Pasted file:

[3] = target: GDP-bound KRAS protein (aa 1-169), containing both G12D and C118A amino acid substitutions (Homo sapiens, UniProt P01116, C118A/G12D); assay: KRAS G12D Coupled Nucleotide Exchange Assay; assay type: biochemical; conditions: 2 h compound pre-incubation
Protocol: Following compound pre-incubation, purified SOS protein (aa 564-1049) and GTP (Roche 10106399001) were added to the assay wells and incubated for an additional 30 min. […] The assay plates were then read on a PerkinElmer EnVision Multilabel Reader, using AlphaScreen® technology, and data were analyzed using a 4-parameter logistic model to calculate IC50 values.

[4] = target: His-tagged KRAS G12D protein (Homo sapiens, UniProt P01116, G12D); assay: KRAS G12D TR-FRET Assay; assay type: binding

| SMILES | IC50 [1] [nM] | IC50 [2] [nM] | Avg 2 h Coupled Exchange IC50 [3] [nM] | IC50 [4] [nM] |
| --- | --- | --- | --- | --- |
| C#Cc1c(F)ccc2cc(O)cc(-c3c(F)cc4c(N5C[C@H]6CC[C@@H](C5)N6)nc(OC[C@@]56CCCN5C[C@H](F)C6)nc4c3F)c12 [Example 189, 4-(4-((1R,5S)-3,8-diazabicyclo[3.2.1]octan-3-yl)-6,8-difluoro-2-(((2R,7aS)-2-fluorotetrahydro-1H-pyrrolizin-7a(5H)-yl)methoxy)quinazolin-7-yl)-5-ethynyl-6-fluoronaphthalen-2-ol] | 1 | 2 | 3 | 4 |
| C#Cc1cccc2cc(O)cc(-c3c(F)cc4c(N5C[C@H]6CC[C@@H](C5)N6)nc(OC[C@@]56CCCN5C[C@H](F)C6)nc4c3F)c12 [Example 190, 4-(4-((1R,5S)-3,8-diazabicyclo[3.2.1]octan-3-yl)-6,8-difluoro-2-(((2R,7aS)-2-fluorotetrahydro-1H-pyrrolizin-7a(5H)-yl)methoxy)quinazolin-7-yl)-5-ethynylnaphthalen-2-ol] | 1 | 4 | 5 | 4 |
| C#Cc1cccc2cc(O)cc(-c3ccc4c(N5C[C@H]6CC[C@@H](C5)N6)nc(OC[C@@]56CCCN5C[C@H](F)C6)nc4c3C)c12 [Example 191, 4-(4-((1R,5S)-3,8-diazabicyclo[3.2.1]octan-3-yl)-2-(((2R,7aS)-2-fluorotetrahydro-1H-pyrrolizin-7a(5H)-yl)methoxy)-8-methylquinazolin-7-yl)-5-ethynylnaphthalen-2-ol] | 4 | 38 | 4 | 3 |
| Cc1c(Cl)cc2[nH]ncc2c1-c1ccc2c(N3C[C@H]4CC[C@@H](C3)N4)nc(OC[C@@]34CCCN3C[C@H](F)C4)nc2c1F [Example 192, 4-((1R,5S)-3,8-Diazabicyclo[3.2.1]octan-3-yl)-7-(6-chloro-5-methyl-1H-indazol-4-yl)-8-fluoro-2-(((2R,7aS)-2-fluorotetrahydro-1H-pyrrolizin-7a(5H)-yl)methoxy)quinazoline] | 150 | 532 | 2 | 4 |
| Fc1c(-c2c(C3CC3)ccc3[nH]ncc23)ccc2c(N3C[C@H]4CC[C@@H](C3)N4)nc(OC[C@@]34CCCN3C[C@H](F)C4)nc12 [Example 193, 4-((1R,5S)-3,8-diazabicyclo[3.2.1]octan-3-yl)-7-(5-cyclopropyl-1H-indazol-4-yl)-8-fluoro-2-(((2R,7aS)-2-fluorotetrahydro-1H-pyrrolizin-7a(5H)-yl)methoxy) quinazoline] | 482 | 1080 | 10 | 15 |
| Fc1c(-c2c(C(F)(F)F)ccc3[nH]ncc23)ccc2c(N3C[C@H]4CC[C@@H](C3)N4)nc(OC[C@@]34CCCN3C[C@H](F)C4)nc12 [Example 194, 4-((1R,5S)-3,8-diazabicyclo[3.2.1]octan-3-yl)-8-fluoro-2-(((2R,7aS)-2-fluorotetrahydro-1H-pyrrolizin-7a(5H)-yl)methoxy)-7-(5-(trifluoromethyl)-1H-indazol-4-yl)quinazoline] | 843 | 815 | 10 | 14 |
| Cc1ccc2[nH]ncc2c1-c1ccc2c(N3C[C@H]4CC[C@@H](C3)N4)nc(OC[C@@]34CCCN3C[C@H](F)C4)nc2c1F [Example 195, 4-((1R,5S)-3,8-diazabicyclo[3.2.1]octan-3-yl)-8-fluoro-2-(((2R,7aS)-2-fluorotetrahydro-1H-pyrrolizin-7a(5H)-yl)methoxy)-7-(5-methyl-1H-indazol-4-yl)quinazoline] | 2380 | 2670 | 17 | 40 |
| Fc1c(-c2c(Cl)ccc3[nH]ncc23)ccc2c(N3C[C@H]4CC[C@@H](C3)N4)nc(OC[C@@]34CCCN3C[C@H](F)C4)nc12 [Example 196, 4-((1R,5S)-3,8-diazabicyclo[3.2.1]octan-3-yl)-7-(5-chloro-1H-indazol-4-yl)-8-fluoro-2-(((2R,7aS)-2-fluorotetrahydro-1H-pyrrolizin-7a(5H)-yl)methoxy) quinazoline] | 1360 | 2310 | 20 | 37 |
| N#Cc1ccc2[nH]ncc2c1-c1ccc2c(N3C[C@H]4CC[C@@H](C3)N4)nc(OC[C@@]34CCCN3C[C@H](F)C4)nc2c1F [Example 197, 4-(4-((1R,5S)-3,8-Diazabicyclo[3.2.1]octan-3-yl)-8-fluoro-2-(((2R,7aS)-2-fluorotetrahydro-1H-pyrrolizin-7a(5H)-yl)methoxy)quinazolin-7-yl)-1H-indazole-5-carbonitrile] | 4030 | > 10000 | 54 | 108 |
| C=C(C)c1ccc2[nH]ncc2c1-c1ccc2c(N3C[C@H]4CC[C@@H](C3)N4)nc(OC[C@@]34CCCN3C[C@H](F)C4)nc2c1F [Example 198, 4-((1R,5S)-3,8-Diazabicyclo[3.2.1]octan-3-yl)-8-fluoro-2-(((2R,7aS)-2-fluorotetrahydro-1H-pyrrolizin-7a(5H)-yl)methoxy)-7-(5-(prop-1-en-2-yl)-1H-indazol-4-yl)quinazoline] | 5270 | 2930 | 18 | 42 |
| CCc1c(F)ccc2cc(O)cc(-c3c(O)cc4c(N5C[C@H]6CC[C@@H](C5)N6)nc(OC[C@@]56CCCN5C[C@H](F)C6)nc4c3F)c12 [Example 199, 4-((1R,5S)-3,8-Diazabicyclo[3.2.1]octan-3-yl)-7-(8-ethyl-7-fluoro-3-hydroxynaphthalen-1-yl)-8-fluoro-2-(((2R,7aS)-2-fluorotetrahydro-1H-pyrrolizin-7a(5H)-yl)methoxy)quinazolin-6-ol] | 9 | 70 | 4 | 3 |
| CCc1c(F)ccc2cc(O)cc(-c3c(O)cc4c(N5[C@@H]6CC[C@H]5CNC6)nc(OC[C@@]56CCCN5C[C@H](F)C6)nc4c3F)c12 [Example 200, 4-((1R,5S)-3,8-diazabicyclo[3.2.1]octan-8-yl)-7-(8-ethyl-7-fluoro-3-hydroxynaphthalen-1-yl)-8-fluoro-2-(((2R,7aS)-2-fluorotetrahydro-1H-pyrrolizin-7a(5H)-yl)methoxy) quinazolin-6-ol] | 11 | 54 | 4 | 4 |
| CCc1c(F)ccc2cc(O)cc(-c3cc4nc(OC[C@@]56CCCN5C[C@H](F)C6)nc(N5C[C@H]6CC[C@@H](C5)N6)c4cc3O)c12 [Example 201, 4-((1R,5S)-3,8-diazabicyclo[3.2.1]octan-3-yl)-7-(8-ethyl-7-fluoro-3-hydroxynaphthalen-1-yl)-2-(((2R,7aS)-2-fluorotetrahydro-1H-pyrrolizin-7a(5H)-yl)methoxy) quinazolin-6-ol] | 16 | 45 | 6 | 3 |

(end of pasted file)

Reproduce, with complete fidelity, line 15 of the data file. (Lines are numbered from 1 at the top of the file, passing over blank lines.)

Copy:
| C=C(C)c1ccc2[nH]ncc2c1-c1ccc2c(N3C[C@H]4CC[C@@H](C3)N4)nc(OC[C@@]34CCCN3C[C@H](F)C4)nc2c1F [Example 198, 4-((1R,5S)-3,8-Diazabicyclo[3.2.1]octan-3-yl)-8-fluoro-2-(((2R,7aS)-2-fluorotetrahydro-1H-pyrrolizin-7a(5H)-yl)methoxy)-7-(5-(prop-1-en-2-yl)-1H-indazol-4-yl)quinazoline] | 5270 | 2930 | 18 | 42 |